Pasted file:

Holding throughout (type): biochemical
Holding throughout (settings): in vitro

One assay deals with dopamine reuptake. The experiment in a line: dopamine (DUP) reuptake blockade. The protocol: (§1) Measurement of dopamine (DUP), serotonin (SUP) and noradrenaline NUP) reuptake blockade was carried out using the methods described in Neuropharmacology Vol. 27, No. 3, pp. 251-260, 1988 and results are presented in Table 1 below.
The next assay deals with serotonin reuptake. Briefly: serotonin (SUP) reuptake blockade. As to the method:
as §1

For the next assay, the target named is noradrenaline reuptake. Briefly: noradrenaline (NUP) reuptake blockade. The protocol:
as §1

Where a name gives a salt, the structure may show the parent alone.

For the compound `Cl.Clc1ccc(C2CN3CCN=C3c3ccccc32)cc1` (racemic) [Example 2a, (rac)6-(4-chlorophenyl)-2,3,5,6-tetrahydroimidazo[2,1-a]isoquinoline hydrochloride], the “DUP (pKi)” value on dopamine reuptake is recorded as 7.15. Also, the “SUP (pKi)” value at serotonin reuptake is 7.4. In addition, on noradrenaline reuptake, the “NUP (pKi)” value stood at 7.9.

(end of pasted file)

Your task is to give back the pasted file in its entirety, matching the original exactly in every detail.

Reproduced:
Holding throughout (type): biochemical
Holding throughout (settings): in vitro

One assay deals with dopamine reuptake. The experiment in a line: dopamine (DUP) reuptake blockade. The protocol: (§1) Measurement of dopamine (DUP), serotonin (SUP) and noradrenaline NUP) reuptake blockade was carried out using the methods described in Neuropharmacology Vol. 27, No. 3, pp. 251-260, 1988 and results are presented in Table 1 below.
The next assay deals with serotonin reuptake. Briefly: serotonin (SUP) reuptake blockade. As to the method:
as §1

For the next assay, the target named is noradrenaline reuptake. Briefly: noradrenaline (NUP) reuptake blockade. The protocol:
as §1

Where a name gives a salt, the structure may show the parent alone.

For the compound `Cl.Clc1ccc(C2CN3CCN=C3c3ccccc32)cc1` (racemic) [Example 2a, (rac)6-(4-chlorophenyl)-2,3,5,6-tetrahydroimidazo[2,1-a]isoquinoline hydrochloride], the “DUP (pKi)” value on dopamine reuptake is recorded as 7.15. Also, the “SUP (pKi)” value at serotonin reuptake is 7.4. In addition, on noradrenaline reuptake, the “NUP (pKi)” value stood at 7.9.